What’s a Good Small-Group Activity to Illustrate the Concept of a False Dichotomy?

America's most movie-friendly classroom

An interesting new study conducted at Harvard University and published in Proceedings of the National Academy of Sciences finds that undergraduates in introductory physics courses learn more in classrooms that employ active-learning instruction methods (specifically, problem-solving in small groups) than students taking notes on “passive” lectures—but think they learn less. The researchers propose that this discrepancy between actual and perceived learning happens because active learning requires more effort on students’ part; it feels frustrating or inefficient. They also warns that this means that relying on student evaluations of teaching could lead instructors to use “inferior (passive) pedagogical methods” in their quest to achieve the popularity of “superstar lecturers.”

The study (full version in PDF format here) seems excellent in design and careful in its conclusions. Unfortunately, Harvard has publicized it with a news article that draws a tiresome false dichotomy between lectures and active learning, going so far as to quote the peer-instruction proponent Eric Mazur—who helped with the study—this way:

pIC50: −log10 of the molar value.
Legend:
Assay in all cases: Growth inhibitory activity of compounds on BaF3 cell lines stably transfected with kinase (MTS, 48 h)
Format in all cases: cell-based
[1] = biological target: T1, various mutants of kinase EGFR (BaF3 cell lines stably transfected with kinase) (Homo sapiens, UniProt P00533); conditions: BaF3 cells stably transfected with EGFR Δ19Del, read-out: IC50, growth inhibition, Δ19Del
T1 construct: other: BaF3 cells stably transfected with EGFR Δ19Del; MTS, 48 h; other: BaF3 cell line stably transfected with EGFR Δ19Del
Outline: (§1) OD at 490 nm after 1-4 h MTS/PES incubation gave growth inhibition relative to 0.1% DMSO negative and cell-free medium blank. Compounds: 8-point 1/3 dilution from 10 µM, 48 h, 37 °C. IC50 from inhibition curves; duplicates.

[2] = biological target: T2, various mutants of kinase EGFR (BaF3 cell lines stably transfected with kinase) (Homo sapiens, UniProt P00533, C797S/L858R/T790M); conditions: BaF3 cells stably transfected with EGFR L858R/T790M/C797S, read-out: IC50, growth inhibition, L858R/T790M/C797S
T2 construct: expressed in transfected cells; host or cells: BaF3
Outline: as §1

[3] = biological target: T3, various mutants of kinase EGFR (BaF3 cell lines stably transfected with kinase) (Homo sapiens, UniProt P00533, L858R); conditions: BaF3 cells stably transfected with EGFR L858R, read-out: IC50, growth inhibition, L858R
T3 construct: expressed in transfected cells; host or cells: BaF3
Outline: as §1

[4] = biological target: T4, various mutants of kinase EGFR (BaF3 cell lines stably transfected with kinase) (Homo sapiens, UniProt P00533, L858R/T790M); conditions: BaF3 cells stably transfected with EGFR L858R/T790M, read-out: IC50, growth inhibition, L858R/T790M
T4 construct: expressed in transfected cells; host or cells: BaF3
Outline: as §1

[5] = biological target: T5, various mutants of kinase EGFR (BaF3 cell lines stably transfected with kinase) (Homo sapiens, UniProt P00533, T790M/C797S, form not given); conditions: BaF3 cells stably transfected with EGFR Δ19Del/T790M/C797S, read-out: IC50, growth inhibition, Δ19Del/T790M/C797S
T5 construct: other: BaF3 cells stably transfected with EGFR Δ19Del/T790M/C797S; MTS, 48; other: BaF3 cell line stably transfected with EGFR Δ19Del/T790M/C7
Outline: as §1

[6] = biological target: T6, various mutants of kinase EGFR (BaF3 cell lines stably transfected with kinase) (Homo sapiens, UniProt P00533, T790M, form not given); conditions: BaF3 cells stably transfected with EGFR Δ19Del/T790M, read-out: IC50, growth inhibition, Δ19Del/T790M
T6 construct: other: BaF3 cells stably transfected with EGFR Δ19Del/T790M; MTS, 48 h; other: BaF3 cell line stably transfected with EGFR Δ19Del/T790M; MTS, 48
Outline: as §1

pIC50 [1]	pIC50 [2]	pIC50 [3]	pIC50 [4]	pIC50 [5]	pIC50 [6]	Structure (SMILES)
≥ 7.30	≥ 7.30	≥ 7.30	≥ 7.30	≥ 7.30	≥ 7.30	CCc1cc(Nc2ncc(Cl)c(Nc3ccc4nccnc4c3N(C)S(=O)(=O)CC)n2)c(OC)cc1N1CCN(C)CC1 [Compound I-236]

‘This work unambiguously debunks the illusion of learning from lectures,’ he said. ‘It also explains why instructors and students cling to the belief that listening to lectures constitutes learning.’

Of course, the study does no such thing as Mazur’s first claim.

Continue reading “What’s a Good Small-Group Activity to Illustrate the Concept of a False Dichotomy?”

Making Course Evaluations More Useful


This is a cross-post of today’s content on Teaching United States History, where I am blogging during the current academic year.

Student teaching evaluations are notoriously flawed. At best, they are unreliable. (They are, on the other hand, reliably sexist.) Educators are understandably cynical about them, not only because of student bias but also because of the arbitrary ways they’re sometimes used. “The less time we spend talking about teaching, the better,” I once heard a senior academic say during a job search; this same professor was rumored to have used poor teaching evaluations to sink the tenure application of someone he disliked. A friend of mine even believes a colleague wrote fake Rate My Professors entries to use against him at a promotion hearing.

Yet student course evaluations are part of life for most college instructors. Is there any way to make them more useful, or at least to mitigate the harm they can do? I’ve found two things moderately helpful.

Continue reading “Making Course Evaluations More Useful”